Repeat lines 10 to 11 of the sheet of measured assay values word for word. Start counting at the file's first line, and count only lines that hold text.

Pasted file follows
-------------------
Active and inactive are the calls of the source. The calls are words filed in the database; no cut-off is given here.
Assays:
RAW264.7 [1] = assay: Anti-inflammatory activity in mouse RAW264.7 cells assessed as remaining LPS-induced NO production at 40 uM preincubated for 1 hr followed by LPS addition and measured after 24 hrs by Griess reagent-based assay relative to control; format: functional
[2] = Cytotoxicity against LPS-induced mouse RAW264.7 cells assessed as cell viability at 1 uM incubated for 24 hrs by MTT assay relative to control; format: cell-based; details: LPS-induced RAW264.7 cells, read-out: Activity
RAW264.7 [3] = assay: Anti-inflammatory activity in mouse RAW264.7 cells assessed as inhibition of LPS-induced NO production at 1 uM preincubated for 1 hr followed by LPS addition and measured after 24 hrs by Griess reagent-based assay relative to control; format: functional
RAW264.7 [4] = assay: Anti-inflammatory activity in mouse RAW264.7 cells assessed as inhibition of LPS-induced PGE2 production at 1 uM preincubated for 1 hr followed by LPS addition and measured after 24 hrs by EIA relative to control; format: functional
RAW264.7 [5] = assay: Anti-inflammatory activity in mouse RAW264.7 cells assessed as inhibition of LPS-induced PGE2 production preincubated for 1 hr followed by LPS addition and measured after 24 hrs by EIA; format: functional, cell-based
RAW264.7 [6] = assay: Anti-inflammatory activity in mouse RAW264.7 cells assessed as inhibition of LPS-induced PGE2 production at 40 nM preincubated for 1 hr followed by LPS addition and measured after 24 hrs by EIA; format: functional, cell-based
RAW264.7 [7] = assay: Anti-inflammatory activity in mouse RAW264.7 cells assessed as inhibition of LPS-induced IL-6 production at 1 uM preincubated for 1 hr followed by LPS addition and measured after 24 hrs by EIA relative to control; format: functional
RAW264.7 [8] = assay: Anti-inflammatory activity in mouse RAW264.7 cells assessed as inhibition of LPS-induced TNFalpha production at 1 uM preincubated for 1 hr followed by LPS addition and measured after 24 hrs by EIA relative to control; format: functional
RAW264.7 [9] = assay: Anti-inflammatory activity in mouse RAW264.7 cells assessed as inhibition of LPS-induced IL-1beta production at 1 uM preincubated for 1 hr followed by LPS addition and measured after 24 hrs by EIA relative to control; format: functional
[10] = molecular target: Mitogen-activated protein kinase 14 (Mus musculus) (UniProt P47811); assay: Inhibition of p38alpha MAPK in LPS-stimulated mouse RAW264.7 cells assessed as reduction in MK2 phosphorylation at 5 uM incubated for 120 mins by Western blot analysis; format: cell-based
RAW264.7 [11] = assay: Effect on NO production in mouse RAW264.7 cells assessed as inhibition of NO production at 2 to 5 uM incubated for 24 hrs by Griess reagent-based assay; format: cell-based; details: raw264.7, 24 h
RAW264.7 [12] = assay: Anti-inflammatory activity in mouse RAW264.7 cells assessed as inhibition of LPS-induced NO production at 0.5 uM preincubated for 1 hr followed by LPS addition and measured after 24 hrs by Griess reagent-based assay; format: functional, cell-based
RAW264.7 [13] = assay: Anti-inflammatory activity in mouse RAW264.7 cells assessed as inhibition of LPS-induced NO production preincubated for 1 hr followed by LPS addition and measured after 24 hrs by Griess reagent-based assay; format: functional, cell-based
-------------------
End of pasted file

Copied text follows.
RAW264.7 [8] = assay: Anti-inflammatory activity in mouse RAW264.7 cells assessed as inhibition of LPS-induced TNFalpha production at 1 uM preincubated for 1 hr followed by LPS addition and measured after 24 hrs by EIA relative to control; format: functional
RAW264.7 [9] = assay: Anti-inflammatory activity in mouse RAW264.7 cells assessed as inhibition of LPS-induced IL-1beta production at 1 uM preincubated for 1 hr followed by LPS addition and measured after 24 hrs by EIA relative to control; format: functional